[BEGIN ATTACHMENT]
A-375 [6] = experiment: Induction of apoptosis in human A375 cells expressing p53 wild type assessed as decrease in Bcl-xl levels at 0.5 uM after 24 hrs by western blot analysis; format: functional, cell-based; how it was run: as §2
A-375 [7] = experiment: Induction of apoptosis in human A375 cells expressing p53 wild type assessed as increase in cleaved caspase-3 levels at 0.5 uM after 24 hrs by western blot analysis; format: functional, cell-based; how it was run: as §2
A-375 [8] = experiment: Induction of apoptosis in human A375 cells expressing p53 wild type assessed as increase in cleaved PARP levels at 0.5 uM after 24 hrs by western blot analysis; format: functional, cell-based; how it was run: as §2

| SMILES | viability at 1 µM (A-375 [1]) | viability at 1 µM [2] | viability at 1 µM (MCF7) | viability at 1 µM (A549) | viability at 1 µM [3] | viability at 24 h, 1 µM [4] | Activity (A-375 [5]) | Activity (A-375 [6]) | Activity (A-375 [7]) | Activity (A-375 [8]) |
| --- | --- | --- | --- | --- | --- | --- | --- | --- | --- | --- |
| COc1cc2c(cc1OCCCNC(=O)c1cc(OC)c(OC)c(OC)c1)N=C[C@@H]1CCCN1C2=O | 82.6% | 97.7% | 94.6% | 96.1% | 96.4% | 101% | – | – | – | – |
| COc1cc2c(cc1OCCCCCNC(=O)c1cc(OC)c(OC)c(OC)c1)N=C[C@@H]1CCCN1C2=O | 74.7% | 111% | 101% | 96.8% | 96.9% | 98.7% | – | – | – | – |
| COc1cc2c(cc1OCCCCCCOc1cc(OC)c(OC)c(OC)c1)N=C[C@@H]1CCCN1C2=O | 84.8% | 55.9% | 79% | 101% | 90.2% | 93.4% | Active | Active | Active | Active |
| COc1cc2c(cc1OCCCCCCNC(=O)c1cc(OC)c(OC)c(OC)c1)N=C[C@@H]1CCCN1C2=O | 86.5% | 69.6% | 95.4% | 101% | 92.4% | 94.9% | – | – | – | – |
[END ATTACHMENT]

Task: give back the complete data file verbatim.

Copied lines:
A-375 [6] = experiment: Induction of apoptosis in human A375 cells expressing p53 wild type assessed as decrease in Bcl-xl levels at 0.5 uM after 24 hrs by western blot analysis; format: functional, cell-based; how it was run: as §2
A-375 [7] = experiment: Induction of apoptosis in human A375 cells expressing p53 wild type assessed as increase in cleaved caspase-3 levels at 0.5 uM after 24 hrs by western blot analysis; format: functional, cell-based; how it was run: as §2
A-375 [8] = experiment: Induction of apoptosis in human A375 cells expressing p53 wild type assessed as increase in cleaved PARP levels at 0.5 uM after 24 hrs by western blot analysis; format: functional, cell-based; how it was run: as §2

| SMILES | viability at 1 µM (A-375 [1]) | viability at 1 µM [2] | viability at 1 µM (MCF7) | viability at 1 µM (A549) | viability at 1 µM [3] | viability at 24 h, 1 µM [4] | Activity (A-375 [5]) | Activity (A-375 [6]) | Activity (A-375 [7]) | Activity (A-375 [8]) |
| --- | --- | --- | --- | --- | --- | --- | --- | --- | --- | --- |
| COc1cc2c(cc1OCCCNC(=O)c1cc(OC)c(OC)c(OC)c1)N=C[C@@H]1CCCN1C2=O | 82.6% | 97.7% | 94.6% | 96.1% | 96.4% | 101% | – | – | – | – |
| COc1cc2c(cc1OCCCCCNC(=O)c1cc(OC)c(OC)c(OC)c1)N=C[C@@H]1CCCN1C2=O | 74.7% | 111% | 101% | 96.8% | 96.9% | 98.7% | – | – | – | – |
| COc1cc2c(cc1OCCCCCCOc1cc(OC)c(OC)c(OC)c1)N=C[C@@H]1CCCN1C2=O | 84.8% | 55.9% | 79% | 101% | 90.2% | 93.4% | Active | Active | Active | Active |
| COc1cc2c(cc1OCCCCCCNC(=O)c1cc(OC)c(OC)c(OC)c1)N=C[C@@H]1CCCN1C2=O | 86.5% | 69.6% | 95.4% | 101% | 92.4% | 94.9% | – | – | – | – |